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Many bird species can learn words and construct sentences. They make a colorful addition to the home and can provide stress relief and relaxation to the owners. Here at North Central Animal Hospital, we offer veterinary care to all types of exotic pets, including birds. Dr Hillary Frank is the only veterinarian in Arizona that is a certified bird specialist.
Popular Avian Pets
Popular avian pets for kids and older adults include parakeets, finches and cockatiels. These bird species are easy to care for, and they do not have to be handled on a daily basis. Parakeets live an average of 7 years and can be taught a number of tricks, including how to talk. Though, they have very quiet voices.
Finches need a balanced diet, water and other finches. They are social birds with each other, but do not need or want human interaction. These birds are entertaining to watch and their melodies are soothing to the ears.
Cockatiels can live up to 20 years. They often enjoy interacting with humans and are very playful. They do not talk, but some owners have noticed that they will mimic household sounds, including bells and telephones. Some will even learn to whistle songs. The theme from Andy Griffith show is often a favorite.
For those that want a talking bird, several types of parrots readily learn human speech, and some can even learn to form sentences. The best talking parrots include Amazon Parrots, Quaker Parakeets, and African Grey Parrots.
Amazon Parrots can build very extensive vocabularies, and they are easily taught tricks. Quaker Parakeets have great personalities, and they learn words and phrases readily. They also bond to their owners and are very loyal. African Grey Parrots are incredibly intelligent. They are able to talk and imitate individual voices with exceptional clarity, and they will talk back to their owners.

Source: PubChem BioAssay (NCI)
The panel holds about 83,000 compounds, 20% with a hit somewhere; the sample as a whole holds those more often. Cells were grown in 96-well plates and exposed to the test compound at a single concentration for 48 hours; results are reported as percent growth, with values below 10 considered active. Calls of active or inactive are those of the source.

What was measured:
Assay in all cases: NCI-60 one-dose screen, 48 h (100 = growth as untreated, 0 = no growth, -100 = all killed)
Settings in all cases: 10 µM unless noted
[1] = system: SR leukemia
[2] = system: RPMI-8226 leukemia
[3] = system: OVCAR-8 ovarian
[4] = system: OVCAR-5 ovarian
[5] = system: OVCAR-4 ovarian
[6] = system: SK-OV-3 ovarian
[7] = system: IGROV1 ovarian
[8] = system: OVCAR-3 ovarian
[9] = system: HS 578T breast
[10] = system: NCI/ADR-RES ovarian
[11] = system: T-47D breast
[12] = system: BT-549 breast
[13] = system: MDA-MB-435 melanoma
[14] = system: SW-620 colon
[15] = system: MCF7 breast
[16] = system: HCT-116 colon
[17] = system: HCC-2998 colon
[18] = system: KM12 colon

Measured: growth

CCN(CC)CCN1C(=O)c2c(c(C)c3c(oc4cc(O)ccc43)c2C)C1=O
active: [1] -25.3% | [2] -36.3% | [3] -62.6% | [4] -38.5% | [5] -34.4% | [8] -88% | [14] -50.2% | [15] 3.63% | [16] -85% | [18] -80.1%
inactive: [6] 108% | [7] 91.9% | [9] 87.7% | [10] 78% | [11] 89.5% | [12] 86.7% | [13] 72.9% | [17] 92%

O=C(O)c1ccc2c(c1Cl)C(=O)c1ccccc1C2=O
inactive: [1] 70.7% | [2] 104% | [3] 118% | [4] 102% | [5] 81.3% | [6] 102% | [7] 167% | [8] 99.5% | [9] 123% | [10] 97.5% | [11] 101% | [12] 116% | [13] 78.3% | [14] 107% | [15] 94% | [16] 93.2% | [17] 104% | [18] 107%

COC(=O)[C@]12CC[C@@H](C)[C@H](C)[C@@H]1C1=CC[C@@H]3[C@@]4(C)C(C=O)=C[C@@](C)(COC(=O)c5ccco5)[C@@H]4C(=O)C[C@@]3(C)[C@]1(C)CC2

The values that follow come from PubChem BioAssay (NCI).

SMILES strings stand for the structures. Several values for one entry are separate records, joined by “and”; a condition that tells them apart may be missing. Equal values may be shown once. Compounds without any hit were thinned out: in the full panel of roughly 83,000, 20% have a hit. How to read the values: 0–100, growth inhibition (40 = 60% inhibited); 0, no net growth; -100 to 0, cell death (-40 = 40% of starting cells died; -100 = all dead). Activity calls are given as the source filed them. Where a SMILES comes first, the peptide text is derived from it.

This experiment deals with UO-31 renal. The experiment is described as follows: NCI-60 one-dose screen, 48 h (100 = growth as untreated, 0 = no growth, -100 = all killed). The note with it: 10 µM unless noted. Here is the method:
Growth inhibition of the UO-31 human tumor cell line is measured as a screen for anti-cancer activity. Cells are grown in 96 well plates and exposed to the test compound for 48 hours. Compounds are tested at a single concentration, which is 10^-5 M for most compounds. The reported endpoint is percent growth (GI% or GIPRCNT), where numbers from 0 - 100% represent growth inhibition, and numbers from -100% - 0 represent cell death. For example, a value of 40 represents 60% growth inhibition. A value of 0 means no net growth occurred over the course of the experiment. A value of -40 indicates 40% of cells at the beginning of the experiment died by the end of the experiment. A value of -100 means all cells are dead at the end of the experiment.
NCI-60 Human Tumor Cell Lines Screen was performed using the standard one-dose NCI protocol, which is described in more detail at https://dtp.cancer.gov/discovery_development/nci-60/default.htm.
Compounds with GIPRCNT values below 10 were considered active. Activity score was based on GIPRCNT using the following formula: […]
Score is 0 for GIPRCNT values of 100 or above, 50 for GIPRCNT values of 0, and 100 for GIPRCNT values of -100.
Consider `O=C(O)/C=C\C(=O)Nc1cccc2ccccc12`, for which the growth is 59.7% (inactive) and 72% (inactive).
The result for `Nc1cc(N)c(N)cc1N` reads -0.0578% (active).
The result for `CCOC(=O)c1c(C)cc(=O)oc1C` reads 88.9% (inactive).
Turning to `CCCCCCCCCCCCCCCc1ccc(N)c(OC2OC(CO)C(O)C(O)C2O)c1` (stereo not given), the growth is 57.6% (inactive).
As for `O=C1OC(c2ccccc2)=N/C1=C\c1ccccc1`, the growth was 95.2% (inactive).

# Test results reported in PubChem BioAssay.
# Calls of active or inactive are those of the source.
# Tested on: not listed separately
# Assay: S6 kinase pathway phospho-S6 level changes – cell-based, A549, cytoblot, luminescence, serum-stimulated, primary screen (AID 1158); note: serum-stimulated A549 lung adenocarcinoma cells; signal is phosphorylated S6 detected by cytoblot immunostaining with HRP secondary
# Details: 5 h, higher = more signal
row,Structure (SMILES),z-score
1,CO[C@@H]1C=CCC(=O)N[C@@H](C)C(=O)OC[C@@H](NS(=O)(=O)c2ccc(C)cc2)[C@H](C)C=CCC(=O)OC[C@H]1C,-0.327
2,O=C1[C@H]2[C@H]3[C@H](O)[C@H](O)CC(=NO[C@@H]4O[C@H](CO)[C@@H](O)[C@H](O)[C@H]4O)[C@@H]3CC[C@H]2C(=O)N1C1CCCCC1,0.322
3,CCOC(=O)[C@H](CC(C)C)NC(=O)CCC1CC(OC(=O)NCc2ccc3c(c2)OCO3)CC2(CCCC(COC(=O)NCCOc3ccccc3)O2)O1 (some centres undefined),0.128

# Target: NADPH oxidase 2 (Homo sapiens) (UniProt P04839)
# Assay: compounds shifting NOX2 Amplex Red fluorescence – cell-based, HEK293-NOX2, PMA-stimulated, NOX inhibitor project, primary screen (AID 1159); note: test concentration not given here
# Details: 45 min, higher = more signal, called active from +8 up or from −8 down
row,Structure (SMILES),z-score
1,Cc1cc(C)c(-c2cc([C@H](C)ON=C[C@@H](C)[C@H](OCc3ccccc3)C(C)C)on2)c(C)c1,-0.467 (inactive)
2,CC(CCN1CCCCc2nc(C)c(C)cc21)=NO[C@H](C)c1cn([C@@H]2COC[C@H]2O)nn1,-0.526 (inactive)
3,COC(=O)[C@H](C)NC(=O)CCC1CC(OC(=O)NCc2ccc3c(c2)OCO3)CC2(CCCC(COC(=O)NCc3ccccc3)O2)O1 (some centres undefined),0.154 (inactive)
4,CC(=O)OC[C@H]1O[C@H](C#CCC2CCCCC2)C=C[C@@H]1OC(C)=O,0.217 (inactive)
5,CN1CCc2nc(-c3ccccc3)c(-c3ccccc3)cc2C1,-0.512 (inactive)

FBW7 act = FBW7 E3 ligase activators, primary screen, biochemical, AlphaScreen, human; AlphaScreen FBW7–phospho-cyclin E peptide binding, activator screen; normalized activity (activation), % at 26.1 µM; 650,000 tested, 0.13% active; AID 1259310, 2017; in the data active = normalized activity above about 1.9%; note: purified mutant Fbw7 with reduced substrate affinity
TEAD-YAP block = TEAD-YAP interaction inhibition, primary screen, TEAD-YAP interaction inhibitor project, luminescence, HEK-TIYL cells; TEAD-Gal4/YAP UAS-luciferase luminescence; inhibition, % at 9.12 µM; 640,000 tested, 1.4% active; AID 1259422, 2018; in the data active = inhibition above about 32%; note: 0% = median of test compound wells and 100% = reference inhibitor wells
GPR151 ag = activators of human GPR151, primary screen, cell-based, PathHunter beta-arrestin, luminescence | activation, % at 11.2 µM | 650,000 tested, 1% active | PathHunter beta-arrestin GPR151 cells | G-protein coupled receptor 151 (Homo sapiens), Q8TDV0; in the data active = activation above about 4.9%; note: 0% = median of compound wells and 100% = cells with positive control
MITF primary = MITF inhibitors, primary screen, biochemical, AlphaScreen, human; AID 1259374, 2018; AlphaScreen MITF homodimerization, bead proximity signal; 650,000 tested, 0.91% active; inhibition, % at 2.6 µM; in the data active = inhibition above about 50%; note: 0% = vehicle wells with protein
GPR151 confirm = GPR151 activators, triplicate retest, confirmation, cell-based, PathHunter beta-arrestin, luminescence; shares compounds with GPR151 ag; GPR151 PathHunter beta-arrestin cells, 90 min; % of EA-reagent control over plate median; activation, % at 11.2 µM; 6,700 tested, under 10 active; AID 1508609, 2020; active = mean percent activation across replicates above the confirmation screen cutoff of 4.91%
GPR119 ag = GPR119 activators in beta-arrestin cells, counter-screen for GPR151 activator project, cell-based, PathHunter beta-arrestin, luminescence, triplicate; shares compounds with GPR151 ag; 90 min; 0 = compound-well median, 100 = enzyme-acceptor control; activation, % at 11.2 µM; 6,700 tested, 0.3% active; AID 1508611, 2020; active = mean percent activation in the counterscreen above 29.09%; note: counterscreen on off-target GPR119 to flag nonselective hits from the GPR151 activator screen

Caring for Your Exotic Pet Bird
Avian pets, as well as most exotic pets, must be kept in cages or aviaries. Therefore, the most important part of caring for your new bird is locating and purchasing the right size cage. Baby birds should be put into slightly smaller cages so that they do not injure themselves, but as they grow, they will need a larger cage so that they do not feel cramped and are able to move around, including at least some flight.
Bird cages should be cleaned out daily, with a thorough scrubbing weekly, much like cat litter boxes. This is because the bird eats and defecates in the cage, resulting in feces and food along the floor and sometimes on perching bars and toys. Mold can also grow in moist bedding, especially in the corners, or in materials like corn cob & walnut shells. Plain newspapers or paper towels are readily available and easy to keep clean.
Fresh food and water will need to be given to your bird on a daily basis, and the dishes and bottles must be cleaned on a regular basis. Most birds do best on a formulated pelleted diet as at least 80% of the daily intake.
Some birds require lots of interaction while others do not. Before you purchase a bird, make sure to educate yourself on the bird species and their interaction needs. Parrots especially need lots of interaction from their human owners. If you are unable to provide interaction for your bird, consider purchasing more than one bird so that they can entertain each other.
To schedule a checkup for your bird or ask questions about specific health or behavior issues, call our avian veterinarian at 602-395-9773.